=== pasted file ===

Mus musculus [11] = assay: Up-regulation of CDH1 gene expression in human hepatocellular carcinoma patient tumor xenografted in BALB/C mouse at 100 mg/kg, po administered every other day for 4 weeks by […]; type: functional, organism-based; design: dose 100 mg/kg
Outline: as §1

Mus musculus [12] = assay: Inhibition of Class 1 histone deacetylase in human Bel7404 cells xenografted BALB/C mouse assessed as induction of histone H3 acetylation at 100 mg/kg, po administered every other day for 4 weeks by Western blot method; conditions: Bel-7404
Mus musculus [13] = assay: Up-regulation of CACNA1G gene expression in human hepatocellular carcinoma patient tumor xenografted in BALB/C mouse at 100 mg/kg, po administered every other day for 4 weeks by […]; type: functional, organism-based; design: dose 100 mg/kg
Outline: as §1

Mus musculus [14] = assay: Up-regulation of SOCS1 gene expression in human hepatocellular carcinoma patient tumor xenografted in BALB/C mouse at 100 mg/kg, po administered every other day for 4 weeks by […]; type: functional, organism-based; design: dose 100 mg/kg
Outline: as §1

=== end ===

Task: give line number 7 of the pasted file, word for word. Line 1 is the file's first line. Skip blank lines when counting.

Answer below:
Outline: as §1